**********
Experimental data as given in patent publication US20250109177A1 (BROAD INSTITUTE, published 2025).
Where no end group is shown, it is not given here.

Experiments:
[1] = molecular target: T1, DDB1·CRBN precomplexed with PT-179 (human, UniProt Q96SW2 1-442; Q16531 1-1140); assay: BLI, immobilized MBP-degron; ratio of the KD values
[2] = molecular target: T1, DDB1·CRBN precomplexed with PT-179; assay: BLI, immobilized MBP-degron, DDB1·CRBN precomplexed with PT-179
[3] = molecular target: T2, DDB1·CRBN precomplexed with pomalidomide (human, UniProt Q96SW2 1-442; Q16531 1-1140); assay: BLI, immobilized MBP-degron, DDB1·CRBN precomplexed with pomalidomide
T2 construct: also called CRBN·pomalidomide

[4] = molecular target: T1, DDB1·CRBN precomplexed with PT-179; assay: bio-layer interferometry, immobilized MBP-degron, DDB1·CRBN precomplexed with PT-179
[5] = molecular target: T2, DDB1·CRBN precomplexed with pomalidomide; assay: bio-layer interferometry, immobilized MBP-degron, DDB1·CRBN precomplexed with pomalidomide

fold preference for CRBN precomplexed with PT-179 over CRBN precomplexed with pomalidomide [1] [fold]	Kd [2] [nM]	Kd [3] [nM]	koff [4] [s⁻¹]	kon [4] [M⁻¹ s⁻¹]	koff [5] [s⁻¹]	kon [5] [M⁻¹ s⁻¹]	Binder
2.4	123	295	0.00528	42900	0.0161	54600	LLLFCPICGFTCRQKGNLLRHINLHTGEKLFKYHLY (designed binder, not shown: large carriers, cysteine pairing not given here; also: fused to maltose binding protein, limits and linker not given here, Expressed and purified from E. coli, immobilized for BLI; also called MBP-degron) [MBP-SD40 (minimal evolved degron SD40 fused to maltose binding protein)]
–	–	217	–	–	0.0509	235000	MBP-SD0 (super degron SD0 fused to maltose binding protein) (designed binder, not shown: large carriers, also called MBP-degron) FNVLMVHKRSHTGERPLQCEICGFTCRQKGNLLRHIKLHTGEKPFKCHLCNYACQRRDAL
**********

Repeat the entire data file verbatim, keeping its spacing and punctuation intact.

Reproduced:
Experimental data as given in patent publication US20250109177A1 (BROAD INSTITUTE, published 2025).
Where no end group is shown, it is not given here.

Experiments:
[1] = molecular target: T1, DDB1·CRBN precomplexed with PT-179 (human, UniProt Q96SW2 1-442; Q16531 1-1140); assay: BLI, immobilized MBP-degron; ratio of the KD values
[2] = molecular target: T1, DDB1·CRBN precomplexed with PT-179; assay: BLI, immobilized MBP-degron, DDB1·CRBN precomplexed with PT-179
[3] = molecular target: T2, DDB1·CRBN precomplexed with pomalidomide (human, UniProt Q96SW2 1-442; Q16531 1-1140); assay: BLI, immobilized MBP-degron, DDB1·CRBN precomplexed with pomalidomide
T2 construct: also called CRBN·pomalidomide

[4] = molecular target: T1, DDB1·CRBN precomplexed with PT-179; assay: bio-layer interferometry, immobilized MBP-degron, DDB1·CRBN precomplexed with PT-179
[5] = molecular target: T2, DDB1·CRBN precomplexed with pomalidomide; assay: bio-layer interferometry, immobilized MBP-degron, DDB1·CRBN precomplexed with pomalidomide

fold preference for CRBN precomplexed with PT-179 over CRBN precomplexed with pomalidomide [1] [fold]	Kd [2] [nM]	Kd [3] [nM]	koff [4] [s⁻¹]	kon [4] [M⁻¹ s⁻¹]	koff [5] [s⁻¹]	kon [5] [M⁻¹ s⁻¹]	Binder
2.4	123	295	0.00528	42900	0.0161	54600	LLLFCPICGFTCRQKGNLLRHINLHTGEKLFKYHLY (designed binder, not shown: large carriers, cysteine pairing not given here; also: fused to maltose binding protein, limits and linker not given here, Expressed and purified from E. coli, immobilized for BLI; also called MBP-degron) [MBP-SD40 (minimal evolved degron SD40 fused to maltose binding protein)]
–	–	217	–	–	0.0509	235000	MBP-SD0 (super degron SD0 fused to maltose binding protein) (designed binder, not shown: large carriers, also called MBP-degron) FNVLMVHKRSHTGERPLQCEICGFTCRQKGNLLRHIKLHTGEKPFKCHLCNYACQRRDAL